Captain America: Civil War could have been called Iron Man 4, Ant-Man 2 or Avengers 3 in that all four series converge in this episode. If you haven’t seen all the films in all three series, you may be slightly puzzled. I have known these characters since their creation in the early 1960s, so that gives me a slight advantage over newcomers.
Even if you have missed an episode or two, the film is enjoyable. The special effects are good, but there is also some genuine acting. Robert Downey does better as a troubled Tony Stark than he did in least one of the Iron Man films. William Hurt joins the list of major actors who are willing to appear in comic book films; whether he is a villain or merely a dupe of certain sinister forces remains to be seen. Martin Freeman has a small role, but he will probably emerge as a major villain in a later film.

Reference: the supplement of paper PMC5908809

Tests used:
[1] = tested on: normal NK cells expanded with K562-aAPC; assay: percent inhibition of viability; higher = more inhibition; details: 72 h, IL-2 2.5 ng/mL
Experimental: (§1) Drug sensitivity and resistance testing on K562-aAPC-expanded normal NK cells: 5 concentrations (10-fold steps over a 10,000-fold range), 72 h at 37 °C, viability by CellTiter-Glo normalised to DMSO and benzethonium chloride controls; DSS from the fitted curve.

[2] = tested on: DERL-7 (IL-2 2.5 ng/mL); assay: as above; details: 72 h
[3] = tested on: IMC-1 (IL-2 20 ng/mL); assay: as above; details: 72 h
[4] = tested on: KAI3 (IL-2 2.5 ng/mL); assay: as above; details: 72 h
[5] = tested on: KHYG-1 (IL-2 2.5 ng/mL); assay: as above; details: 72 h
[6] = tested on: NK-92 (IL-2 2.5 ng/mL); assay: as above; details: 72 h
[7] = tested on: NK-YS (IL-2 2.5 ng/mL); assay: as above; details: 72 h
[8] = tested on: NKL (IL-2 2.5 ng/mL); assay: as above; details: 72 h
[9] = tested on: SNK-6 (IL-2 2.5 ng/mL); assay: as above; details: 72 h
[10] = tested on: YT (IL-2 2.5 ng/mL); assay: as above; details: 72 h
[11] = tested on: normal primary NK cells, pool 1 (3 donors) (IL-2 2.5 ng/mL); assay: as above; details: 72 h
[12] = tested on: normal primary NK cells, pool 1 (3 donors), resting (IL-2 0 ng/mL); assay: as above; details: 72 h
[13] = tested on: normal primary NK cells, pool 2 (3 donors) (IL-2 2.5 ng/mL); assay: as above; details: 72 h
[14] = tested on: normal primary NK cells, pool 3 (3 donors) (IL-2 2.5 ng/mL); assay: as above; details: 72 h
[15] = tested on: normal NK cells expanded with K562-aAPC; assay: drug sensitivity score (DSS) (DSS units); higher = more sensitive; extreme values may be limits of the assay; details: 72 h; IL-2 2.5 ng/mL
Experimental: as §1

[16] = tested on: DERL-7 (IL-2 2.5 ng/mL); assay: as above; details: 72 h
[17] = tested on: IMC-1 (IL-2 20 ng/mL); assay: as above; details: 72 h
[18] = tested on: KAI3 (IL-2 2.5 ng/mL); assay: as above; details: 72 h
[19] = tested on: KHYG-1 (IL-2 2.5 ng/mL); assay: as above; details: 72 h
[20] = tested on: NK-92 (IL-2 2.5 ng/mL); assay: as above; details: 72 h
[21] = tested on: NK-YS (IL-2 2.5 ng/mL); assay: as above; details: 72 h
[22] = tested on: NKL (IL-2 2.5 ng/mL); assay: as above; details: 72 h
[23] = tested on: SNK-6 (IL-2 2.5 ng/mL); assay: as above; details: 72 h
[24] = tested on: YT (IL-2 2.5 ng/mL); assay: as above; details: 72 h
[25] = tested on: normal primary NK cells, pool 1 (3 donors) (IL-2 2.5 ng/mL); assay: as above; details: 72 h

We are introduced to a new character, Black Panther, who will be the subject of his own film sometime soon. We are also introduced to a new version of Spider-Man, one much younger than either of the two versions we have already seen. By the way, Aunt May is also very different. This must be the Spider-Man of an alternate universe. (I also suspect that the upcoming X-Men: Apocalypse is also in an alternate universe since both Quicksilver and the Scarlet Witch will appear; Quicksilver died in the last Avengers film and the Scarlet Witch is an Avenger.
The battle scenes are everything a fan could hope for; some of the less violent scenes are a bit too long, but they do contribute to the motivation of the characters. I need to see the film again, of course, but I do have a major question about how Captain America could have known about something that happened while he was frozen in the Arctic ice.
Be sure to stay for two teasers in the closing credits. If you arrive in time to see the trailers, you will enjoy the first
look at Benedict Cumberbatch as Doctor Strange and at the new Star Wars spinoff, Rogue One. We have to wait until November and December for those.